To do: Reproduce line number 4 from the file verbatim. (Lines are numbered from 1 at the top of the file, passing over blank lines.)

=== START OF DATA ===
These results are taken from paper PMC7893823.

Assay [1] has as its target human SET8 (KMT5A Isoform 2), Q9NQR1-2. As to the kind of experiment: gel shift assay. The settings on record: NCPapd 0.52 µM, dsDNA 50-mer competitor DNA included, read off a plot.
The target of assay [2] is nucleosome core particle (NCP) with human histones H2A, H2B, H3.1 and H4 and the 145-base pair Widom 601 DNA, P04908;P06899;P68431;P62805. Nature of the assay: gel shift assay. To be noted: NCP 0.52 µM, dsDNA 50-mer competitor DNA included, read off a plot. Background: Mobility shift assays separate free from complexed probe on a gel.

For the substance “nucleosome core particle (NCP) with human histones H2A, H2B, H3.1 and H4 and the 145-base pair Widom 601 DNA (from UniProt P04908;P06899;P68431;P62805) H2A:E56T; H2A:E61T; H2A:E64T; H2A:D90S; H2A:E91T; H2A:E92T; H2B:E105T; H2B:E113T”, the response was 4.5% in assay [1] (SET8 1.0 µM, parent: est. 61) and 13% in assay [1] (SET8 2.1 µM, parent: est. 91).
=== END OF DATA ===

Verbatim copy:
For the substance “nucleosome core particle (NCP) with human histones H2A, H2B, H3.1 and H4 and the 145-base pair Widom 601 DNA (from UniProt P04908;P06899;P68431;P62805) H2A:E56T; H2A:E61T; H2A:E64T; H2A:D90S; H2A:E91T; H2A:E92T; H2B:E105T; H2B:E113T”, the response was 4.5% in assay [1] (SET8 1.0 µM, parent: est. 61) and 13% in assay [1] (SET8 2.1 µM, parent: est. 91).